Public displays of affection may be cute, but when does kissing among a crowd go too far? If you’re a lesbian at a Mariners baseball game in Seattle, charges one woman, the behavior may be stopped well before you get to first base.
Sirbrina Guerrero and her date attended a home game versus the Boston Red Sox on May 26 at Safeco Field, where they allege that during the third inning, an usher approached and told them their kissing was inappropriate because it was making another fan uncomfortable. A nearby woman had complained that parents in the crowd of 36,000 would have to explain the girl-on-girl lip action to their children.
Guerrero, a former contestant on the MTV reality show, A Shot at Love With Tila Tequila, contends that the kisses were innocent exchanges shared while the couple ate garlic fries. She is startled that anyone in Seattle, a city known for being gay friendly, would find the behavior over-the-top or offensive.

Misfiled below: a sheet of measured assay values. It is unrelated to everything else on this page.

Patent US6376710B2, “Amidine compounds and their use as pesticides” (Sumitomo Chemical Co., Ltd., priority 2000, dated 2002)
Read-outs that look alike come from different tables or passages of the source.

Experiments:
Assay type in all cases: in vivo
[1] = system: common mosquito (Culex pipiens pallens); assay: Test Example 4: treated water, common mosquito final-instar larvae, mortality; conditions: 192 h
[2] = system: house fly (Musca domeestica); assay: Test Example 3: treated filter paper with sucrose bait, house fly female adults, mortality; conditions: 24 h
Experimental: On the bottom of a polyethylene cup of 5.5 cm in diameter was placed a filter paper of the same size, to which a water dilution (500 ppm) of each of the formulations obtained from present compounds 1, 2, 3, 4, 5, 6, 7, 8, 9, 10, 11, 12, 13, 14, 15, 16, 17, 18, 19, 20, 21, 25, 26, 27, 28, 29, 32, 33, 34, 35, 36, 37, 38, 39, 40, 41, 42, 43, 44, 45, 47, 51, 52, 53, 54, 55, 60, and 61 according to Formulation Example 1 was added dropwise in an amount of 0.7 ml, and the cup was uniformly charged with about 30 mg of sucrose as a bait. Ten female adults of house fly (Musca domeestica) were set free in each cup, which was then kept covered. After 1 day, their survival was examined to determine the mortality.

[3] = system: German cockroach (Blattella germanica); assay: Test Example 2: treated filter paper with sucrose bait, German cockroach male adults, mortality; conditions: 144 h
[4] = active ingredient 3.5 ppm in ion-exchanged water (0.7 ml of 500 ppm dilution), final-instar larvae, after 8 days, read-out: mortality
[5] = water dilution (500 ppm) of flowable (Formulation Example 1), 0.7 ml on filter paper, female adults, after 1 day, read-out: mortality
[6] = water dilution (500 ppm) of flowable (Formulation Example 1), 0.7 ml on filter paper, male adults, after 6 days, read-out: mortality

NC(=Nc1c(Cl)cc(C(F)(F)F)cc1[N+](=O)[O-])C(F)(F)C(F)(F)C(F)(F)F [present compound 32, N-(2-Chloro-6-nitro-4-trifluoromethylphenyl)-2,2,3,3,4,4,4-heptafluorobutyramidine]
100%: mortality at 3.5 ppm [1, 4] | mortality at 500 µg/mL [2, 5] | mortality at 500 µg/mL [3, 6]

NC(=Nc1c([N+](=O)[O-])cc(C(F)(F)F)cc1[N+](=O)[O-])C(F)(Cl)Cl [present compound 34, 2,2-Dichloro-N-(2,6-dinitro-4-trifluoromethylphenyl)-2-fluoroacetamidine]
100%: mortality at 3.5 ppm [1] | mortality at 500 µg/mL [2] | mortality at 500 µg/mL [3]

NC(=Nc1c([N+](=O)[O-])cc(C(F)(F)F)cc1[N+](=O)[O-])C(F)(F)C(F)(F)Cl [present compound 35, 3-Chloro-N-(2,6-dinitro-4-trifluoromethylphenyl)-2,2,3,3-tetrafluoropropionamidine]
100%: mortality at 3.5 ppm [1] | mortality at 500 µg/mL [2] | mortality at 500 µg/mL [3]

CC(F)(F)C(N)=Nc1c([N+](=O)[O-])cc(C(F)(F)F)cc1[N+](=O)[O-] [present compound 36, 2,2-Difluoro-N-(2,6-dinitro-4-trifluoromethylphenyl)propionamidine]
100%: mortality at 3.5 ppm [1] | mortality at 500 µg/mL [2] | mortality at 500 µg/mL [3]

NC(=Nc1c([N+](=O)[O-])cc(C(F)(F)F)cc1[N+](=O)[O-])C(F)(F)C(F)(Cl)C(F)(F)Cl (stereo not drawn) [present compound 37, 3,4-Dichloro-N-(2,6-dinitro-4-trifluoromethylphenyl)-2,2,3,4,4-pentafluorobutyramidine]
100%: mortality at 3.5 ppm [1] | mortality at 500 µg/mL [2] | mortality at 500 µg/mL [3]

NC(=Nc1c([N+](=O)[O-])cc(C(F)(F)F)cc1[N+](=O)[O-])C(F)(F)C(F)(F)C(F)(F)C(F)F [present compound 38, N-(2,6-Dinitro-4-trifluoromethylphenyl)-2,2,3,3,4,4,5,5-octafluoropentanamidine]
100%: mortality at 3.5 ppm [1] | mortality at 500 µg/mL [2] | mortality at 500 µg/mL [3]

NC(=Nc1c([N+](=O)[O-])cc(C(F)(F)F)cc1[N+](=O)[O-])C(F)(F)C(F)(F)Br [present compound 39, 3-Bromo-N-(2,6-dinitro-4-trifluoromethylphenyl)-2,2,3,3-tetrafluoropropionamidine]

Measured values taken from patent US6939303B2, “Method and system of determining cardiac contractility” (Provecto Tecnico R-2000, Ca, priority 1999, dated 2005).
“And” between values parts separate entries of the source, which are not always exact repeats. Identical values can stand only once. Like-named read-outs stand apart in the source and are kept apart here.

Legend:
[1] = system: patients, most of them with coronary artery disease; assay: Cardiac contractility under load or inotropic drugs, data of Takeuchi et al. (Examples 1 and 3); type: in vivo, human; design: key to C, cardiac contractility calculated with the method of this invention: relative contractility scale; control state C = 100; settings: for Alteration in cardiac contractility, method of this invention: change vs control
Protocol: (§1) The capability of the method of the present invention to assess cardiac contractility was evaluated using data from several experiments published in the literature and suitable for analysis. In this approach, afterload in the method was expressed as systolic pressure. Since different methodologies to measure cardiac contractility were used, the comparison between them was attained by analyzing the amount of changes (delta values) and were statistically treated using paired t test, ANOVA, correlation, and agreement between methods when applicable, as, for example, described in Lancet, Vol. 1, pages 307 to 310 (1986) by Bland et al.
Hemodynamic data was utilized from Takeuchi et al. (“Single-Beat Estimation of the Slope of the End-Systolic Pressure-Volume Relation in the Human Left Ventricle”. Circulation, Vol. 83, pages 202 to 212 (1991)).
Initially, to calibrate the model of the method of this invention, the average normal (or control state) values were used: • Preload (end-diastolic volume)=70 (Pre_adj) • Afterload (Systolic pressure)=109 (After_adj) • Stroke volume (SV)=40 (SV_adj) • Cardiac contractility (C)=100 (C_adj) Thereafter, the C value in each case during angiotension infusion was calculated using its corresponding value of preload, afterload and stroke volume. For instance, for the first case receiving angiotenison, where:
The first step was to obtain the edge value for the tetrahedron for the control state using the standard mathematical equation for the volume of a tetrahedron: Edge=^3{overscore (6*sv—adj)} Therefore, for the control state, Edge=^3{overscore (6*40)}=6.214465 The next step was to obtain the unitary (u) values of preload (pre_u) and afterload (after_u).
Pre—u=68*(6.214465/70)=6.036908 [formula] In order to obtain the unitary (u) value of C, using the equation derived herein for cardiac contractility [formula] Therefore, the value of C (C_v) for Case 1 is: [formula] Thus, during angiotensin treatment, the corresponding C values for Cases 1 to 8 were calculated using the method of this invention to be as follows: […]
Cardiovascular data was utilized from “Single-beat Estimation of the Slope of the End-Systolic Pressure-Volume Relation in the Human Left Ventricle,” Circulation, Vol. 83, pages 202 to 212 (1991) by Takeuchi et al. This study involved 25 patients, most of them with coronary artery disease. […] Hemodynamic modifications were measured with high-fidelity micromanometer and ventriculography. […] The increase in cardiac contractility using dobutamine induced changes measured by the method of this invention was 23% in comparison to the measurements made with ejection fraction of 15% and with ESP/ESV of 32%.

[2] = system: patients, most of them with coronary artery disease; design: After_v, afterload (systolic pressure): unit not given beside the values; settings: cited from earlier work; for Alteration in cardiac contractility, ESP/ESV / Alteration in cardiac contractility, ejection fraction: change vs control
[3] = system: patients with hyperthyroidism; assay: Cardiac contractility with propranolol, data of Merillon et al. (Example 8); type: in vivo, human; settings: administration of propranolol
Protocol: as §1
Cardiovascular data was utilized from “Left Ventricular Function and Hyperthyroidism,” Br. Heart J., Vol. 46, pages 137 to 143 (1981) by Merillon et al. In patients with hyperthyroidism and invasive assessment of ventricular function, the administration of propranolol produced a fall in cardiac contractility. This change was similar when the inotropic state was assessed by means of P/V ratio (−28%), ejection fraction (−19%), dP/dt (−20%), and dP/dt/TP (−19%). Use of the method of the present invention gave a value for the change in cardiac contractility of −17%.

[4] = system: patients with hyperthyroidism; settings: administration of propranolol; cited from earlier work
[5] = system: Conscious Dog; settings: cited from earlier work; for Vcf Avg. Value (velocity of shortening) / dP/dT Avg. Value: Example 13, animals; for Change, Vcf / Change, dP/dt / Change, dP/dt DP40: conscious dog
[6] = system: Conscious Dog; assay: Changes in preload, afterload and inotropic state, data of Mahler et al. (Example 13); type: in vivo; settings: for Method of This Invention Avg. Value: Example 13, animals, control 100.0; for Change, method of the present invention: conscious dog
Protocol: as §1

However, in response to the charges, the Mariners said that their seating staff had acted appropriately because Guerrero and her date were groping each other, and that the excessive physical contact, and not their sexual orientation, is the reason why they were asked to tone down their kisses.
The Mariners cited their nondiscrimination policy, and referred to a code of conduct announced before each home game that advises against public displays of affection that would be inappropriate for a family setting.
Furthermore, alleges the team, Guerrero and her date refused to soften their behavior after they were approached, and they began to swear that they were being targeted for their sexual orientation.
Sex advice columnist Dan Savage, writing on the blog of the alternative weekly The Stranger, called for a kiss-in to protest against the Mariners.